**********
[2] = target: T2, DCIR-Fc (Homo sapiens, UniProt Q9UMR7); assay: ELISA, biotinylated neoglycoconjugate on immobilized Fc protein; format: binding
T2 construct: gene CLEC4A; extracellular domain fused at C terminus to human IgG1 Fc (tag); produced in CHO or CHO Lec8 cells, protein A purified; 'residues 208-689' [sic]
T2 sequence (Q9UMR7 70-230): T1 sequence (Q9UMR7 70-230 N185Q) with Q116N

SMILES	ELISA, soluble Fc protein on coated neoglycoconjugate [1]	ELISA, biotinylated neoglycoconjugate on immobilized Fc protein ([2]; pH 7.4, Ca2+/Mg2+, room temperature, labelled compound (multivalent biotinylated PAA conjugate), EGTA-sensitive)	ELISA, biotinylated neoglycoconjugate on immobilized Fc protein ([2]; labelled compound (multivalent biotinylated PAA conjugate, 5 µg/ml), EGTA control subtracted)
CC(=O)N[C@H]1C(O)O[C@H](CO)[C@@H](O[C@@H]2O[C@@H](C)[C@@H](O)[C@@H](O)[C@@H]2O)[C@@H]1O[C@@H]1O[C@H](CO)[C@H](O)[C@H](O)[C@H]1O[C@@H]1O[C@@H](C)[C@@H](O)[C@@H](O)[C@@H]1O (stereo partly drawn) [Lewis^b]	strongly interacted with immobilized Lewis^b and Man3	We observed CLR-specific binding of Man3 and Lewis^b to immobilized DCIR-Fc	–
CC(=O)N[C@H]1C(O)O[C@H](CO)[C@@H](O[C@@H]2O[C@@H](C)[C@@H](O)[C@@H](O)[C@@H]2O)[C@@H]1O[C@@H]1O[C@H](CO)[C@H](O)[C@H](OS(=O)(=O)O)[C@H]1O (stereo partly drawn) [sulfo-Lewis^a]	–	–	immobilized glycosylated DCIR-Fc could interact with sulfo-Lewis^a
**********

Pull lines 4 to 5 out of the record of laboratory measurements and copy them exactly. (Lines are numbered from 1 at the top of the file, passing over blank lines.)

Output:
SMILES	ELISA, soluble Fc protein on coated neoglycoconjugate [1]	ELISA, biotinylated neoglycoconjugate on immobilized Fc protein ([2]; pH 7.4, Ca2+/Mg2+, room temperature, labelled compound (multivalent biotinylated PAA conjugate), EGTA-sensitive)	ELISA, biotinylated neoglycoconjugate on immobilized Fc protein ([2]; labelled compound (multivalent biotinylated PAA conjugate, 5 µg/ml), EGTA control subtracted)
CC(=O)N[C@H]1C(O)O[C@H](CO)[C@@H](O[C@@H]2O[C@@H](C)[C@@H](O)[C@@H](O)[C@@H]2O)[C@@H]1O[C@@H]1O[C@H](CO)[C@H](O)[C@H](O)[C@H]1O[C@@H]1O[C@@H](C)[C@@H](O)[C@@H](O)[C@@H]1O (stereo partly drawn) [Lewis^b]	strongly interacted with immobilized Lewis^b and Man3	We observed CLR-specific binding of Man3 and Lewis^b to immobilized DCIR-Fc	–